• The Parental Feeding Style Questionnaire (Wardle, 2002) will be used to assess parents' use of emotional feeding, instrumental feeding, encouraging to eat, and control over eating [ Time Frame: baseline, 8 months and 14 months ] [ Designated as safety issue: No ]
  • Nine subscales from the Comprehensive Feeding Practices Questionnaire (Musher-Eizenman, 2007) will be used to assess child control, encouraging balance/variety, involvement, modeling, monitoring, pressure to eat, restriction for health or weight control, [ Time Frame: baseline, 8 months and 14 months ] [ Designated as safety issue: No ]
  • One sub-scale from the Preschooler Feeding Questionnaire (Baughcum, 2001) will be used to assess structure during feeding interactions [ Time Frame: baseline, 8 months and 14 months ] [ Designated as safety issue: No ]
  • Two items slightly modified from the Child Feeding Questionnaire (Birch, 2001) will be used to determine parent perceptions of child weight and concern about child becoming overweight [ Time Frame: baseline, 8 months and 14 months ] [ Designated as safety issue: No ]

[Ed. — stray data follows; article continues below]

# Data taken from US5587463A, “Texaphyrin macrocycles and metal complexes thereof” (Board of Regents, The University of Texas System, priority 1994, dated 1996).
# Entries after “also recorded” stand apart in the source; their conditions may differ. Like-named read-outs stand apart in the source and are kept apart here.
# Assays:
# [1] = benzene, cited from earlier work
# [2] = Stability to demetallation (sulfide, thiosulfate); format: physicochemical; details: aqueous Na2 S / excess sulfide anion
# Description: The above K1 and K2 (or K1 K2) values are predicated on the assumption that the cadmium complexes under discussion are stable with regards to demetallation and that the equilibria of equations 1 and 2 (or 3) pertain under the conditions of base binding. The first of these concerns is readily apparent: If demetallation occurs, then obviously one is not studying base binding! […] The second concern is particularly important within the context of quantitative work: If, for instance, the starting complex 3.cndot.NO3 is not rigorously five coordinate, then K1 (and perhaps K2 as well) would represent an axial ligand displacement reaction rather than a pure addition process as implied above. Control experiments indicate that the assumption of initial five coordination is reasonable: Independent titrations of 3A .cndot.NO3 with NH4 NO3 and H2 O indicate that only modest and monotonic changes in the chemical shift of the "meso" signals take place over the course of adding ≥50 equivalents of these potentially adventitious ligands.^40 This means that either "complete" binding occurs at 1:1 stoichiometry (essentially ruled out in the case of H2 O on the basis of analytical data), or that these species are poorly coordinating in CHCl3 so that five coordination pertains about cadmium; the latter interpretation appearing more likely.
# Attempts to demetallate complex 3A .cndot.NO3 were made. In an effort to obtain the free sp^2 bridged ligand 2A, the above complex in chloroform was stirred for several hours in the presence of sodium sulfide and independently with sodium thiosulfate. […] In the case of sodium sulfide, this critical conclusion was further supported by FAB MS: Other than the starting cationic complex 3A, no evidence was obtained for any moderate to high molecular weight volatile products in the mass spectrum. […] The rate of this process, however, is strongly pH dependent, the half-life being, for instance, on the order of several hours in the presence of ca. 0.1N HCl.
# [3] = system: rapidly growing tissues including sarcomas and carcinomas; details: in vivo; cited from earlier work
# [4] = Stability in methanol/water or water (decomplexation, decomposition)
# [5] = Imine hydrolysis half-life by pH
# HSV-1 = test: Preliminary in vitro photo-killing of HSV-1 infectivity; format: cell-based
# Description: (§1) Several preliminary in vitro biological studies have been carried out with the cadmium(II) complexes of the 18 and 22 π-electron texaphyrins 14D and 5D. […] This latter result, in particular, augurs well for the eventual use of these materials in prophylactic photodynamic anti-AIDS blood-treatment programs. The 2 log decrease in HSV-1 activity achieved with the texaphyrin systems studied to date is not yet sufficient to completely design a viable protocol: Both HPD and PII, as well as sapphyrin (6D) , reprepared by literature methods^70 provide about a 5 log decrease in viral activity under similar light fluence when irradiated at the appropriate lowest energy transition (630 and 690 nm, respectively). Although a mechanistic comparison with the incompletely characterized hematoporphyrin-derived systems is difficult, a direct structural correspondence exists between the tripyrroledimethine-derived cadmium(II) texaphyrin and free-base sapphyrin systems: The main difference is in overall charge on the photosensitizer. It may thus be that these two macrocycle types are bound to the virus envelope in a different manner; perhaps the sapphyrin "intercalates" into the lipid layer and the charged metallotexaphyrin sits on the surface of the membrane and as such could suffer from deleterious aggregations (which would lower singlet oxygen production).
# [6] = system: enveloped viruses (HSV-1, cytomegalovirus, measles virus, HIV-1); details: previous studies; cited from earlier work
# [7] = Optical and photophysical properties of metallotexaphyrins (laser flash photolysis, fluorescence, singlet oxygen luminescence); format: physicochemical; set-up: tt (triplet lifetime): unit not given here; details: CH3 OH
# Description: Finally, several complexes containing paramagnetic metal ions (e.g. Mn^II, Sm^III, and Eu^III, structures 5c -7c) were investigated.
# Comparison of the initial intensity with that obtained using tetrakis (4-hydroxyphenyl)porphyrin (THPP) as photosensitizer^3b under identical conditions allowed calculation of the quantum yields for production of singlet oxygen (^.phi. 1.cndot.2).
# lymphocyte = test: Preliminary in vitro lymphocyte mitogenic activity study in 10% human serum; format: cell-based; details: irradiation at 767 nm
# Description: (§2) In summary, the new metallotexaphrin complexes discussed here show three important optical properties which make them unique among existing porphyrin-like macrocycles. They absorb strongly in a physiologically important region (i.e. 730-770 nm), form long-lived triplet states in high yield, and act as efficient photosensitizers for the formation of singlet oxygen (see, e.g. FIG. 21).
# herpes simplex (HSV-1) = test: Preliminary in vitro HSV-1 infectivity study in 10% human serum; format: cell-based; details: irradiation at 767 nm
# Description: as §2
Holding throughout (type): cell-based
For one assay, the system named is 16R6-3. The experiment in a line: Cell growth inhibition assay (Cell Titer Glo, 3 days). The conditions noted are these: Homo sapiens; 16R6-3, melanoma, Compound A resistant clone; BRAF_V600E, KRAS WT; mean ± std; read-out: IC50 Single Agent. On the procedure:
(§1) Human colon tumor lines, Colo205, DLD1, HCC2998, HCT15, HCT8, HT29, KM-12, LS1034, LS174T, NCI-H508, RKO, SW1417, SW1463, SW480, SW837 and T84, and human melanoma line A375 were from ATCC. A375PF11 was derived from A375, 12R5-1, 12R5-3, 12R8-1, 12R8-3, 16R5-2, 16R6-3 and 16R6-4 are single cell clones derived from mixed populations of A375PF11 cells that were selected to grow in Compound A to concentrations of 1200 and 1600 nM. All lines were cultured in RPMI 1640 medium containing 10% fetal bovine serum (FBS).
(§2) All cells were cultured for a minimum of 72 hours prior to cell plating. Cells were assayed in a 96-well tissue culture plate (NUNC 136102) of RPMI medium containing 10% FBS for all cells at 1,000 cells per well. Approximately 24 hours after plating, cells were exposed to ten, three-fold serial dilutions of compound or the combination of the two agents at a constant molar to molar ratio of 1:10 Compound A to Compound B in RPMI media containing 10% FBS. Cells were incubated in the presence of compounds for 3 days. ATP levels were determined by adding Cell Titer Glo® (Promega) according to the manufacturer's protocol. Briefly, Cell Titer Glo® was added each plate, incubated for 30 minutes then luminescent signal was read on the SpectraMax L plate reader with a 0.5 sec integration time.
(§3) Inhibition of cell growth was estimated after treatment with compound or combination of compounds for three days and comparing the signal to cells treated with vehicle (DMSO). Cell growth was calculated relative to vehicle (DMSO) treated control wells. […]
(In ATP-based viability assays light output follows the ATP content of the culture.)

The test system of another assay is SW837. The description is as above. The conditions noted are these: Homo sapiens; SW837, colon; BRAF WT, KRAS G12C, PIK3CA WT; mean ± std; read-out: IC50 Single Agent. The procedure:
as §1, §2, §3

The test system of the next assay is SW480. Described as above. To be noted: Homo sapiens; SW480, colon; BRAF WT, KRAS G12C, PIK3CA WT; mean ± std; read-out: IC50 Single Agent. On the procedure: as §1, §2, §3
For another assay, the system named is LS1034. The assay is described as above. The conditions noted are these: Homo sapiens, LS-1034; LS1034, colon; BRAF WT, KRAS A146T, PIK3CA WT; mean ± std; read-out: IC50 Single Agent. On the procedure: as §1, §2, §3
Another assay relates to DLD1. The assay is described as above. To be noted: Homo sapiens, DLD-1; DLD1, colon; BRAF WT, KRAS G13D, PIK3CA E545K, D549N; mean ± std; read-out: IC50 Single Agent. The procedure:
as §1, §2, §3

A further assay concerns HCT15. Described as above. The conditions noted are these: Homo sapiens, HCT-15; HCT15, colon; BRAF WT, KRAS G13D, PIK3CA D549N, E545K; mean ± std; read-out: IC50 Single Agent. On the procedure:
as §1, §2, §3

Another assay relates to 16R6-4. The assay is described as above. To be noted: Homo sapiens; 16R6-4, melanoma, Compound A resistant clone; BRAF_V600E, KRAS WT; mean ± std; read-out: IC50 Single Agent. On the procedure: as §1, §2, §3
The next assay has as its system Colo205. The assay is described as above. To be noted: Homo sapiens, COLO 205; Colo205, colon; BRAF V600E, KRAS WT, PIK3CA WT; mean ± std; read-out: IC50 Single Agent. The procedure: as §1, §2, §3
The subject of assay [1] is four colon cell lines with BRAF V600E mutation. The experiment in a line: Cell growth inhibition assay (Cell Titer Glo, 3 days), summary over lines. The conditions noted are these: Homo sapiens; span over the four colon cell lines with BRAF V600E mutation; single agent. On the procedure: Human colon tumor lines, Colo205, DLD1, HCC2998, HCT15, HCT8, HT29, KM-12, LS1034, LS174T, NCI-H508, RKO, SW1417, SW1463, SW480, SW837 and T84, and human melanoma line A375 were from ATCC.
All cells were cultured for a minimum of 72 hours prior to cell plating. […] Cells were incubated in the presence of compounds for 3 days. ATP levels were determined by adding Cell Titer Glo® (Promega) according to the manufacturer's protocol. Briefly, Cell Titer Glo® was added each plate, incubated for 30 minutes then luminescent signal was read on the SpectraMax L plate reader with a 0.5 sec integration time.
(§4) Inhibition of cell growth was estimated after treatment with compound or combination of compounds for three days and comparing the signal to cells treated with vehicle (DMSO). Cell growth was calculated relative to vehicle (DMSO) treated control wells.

• A variety of newly developed items drawn from the literature will be used to assess parent practices around child physical activity [ Time Frame: baseline, 8 months and 14 months ] [ Designated as safety issue: No ]

Enrollment: 324
Study Start Date: July 2009
Study Completion Date: June 2012
Primary Completion Date: December 2011 (Final data collection date for primary outcome measure)
Arms Assigned Interventions
No Intervention: Comparison Group
The comparison group will receive children's picture books (1 per month for the duration of the 8-month program).
Experimental: Parenting Program
The parenting program is an 8-month obesity prevention intervention for parents with preschool-age children.
Behavioral: Parenting Program
The parenting program is an 8-month intervention for parents with preschool-age children designed to teach strategies and skills that help parents better manage their day to day stresses of parenting while also promoting healthy lifestyle behaviors. Topics will include stress management, child management, family routines, emotion regulation, and coparenting. In later sessions parents will be encouraged to draw on these general parenting skills to promote healthier nutrition and physical practices at home. The intervention will be delivered through in-person group sessions (n=12) and tailored one-on-one telephone calls (n=11). A complementary child program will be delivered to children while parents are attending the group sessions.
Other Name: Parenting SOS